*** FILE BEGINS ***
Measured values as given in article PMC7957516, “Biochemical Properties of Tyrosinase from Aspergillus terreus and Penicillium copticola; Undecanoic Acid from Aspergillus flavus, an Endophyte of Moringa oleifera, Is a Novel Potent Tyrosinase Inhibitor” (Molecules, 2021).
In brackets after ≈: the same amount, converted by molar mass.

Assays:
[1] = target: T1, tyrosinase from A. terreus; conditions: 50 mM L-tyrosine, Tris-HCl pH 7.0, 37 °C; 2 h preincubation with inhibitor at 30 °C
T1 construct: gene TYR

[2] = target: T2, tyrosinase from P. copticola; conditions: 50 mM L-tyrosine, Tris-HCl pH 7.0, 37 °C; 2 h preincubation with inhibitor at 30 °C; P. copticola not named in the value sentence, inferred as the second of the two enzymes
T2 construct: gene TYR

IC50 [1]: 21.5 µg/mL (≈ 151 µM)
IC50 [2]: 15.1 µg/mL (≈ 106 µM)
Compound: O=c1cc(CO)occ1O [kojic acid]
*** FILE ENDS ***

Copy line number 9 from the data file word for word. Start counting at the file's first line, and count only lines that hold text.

IC50 [2]: 15.1 µg/mL (≈ 106 µM)